It has been an amazing few months for Gokong as he’s finally moved into the brand new infant socialization facility with his old companions from isolation; Siboy, Bulan and Nadya, as well as his new friends, Jagai and Cece. The move went really smoothly and Gokong seems to be adapting well to his new surroundings. He is relishing the opportunity to explore the larger area. Through being pushed by this new facility, he has become a much better climber, is more precise in his movements, and is now sleeping on the top platform or in high swinging tyres. These traits are all beneficial for a life in the canopy after release.
His best friend in the group, and sleeping partner, is still Nadya. The two young orangutans can often be found playing together, sharing food, or exploring their new home. Gokong has keen social intelligence and he has learnt a lot from the other orangutans in his group, especially when it comes to skills such as tool use and nest building. While Gokong was previously the dominant orangutan, he’s now been replaced at the top of the group’s hierarchy by a new, bigger orangutan named Jagai, who pushes the smaller orangutans around a little bit. This new social status has really promoted Gokong’s independence, however, and, long term, will prevent him from developing laziness, a trait that can occur in dominant male orangutans. To further develop his independence, the keepers have stopped interacting with Gokong. At the moment, he’s a bit unhappy with this new change, often throwing tantrums, however, once again, this will greatly improve his prospects post-release.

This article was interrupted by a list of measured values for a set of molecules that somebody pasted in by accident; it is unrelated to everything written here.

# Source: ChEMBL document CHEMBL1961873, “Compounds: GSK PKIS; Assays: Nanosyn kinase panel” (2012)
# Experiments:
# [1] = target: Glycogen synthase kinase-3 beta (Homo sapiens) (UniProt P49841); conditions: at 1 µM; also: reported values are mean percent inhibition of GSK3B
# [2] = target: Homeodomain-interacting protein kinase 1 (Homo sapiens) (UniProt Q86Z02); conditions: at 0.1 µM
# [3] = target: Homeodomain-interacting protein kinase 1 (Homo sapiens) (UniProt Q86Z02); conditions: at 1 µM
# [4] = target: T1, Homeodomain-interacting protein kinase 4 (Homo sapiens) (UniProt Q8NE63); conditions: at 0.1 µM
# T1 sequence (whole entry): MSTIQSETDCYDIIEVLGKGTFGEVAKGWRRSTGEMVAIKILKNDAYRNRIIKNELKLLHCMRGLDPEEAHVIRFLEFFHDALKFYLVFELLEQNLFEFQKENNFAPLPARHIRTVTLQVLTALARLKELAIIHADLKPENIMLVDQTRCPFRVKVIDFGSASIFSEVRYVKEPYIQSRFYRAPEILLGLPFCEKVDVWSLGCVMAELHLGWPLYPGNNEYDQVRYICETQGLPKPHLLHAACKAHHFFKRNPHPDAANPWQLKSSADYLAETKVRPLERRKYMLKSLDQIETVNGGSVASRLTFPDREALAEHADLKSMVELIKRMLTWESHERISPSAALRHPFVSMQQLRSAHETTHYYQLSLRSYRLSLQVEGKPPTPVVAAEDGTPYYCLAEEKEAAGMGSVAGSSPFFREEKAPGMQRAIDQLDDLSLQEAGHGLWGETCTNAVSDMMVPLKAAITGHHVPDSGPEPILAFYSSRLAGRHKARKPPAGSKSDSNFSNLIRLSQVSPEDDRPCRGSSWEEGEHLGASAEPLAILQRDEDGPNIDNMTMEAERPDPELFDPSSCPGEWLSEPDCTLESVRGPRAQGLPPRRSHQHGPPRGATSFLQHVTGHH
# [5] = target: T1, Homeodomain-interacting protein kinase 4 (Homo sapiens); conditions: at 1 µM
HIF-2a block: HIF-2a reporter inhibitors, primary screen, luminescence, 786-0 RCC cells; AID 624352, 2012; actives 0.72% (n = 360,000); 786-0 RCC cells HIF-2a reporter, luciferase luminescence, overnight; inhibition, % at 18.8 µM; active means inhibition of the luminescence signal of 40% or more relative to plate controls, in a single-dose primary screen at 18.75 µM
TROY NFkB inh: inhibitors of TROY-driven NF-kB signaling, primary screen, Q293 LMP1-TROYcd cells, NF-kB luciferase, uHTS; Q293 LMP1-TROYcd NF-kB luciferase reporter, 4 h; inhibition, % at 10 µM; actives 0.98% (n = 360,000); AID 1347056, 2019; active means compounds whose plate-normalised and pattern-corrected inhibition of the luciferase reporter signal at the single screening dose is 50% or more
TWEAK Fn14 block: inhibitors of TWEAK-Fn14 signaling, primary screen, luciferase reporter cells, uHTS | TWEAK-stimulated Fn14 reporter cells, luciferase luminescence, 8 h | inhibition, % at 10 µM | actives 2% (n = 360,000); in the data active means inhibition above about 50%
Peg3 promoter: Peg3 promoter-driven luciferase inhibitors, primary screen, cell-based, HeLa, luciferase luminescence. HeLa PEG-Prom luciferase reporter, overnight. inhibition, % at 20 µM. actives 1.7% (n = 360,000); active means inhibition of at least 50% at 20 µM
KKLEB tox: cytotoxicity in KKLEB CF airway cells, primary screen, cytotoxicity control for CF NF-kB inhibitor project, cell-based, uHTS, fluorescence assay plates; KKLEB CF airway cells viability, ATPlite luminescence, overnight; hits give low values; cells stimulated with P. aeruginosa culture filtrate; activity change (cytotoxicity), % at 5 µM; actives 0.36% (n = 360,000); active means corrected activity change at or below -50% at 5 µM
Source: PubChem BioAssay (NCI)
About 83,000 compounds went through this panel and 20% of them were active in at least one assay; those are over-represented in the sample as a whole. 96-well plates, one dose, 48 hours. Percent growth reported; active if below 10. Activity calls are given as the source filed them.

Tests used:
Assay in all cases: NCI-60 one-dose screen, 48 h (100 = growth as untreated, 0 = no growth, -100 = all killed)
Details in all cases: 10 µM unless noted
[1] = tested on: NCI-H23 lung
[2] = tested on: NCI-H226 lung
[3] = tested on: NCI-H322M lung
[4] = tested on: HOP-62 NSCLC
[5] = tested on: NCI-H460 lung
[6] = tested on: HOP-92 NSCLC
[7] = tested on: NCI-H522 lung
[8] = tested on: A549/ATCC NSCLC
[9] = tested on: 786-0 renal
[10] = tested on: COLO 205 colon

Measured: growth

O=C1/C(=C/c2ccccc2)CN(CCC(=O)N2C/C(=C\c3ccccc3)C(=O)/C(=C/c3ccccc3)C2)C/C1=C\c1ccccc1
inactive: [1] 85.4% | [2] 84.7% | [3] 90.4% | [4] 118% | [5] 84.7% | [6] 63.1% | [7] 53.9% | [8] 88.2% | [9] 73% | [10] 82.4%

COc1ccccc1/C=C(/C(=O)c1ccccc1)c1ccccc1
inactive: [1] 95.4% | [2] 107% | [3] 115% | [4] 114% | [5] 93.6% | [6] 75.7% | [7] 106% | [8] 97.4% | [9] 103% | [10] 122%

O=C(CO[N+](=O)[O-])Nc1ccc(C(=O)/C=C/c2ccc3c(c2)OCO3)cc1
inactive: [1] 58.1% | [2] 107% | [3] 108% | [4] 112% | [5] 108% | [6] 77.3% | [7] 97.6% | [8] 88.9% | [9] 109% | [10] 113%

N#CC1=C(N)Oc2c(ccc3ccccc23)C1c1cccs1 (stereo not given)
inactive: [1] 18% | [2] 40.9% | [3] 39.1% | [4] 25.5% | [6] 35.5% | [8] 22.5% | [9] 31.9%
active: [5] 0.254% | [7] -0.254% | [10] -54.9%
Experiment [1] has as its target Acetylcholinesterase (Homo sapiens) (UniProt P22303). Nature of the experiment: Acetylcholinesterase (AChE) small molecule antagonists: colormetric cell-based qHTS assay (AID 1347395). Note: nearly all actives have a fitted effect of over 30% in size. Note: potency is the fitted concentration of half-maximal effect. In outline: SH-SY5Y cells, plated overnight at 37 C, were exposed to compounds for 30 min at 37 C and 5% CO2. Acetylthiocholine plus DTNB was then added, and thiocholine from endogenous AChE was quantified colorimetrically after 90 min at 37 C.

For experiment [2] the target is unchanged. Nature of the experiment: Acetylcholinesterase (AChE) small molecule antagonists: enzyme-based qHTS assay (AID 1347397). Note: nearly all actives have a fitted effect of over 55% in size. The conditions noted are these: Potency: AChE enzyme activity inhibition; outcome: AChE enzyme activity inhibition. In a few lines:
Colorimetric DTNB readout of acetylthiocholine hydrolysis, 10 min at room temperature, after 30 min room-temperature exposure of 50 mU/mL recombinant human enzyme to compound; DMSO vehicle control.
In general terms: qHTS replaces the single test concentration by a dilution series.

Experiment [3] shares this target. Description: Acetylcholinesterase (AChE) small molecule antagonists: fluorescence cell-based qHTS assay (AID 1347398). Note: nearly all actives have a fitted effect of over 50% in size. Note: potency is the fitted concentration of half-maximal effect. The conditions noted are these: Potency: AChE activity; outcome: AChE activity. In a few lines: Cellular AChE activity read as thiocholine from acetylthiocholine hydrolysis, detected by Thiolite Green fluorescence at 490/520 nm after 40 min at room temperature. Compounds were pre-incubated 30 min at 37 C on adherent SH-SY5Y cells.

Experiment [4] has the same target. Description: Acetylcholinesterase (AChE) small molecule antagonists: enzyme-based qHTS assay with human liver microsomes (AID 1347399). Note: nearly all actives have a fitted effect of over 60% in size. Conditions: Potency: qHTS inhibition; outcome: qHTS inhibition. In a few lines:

Gokong still loves to eat all of the food he can fit into his mouth, and doesn’t have any favourite. He now weighs 13kg. Moving to the new facility has provided him with a huge amount of food-related enrichment opportunities, his favourite being the puzzle boxes. Gokong is still learning, but he has quickly become one of the best in his group at manufacturing a tool to insert into the puzzle box for food treats. This keeps him busy for hours. These activities are improving his motor skills and problem solving abilities and provide vital stimulation.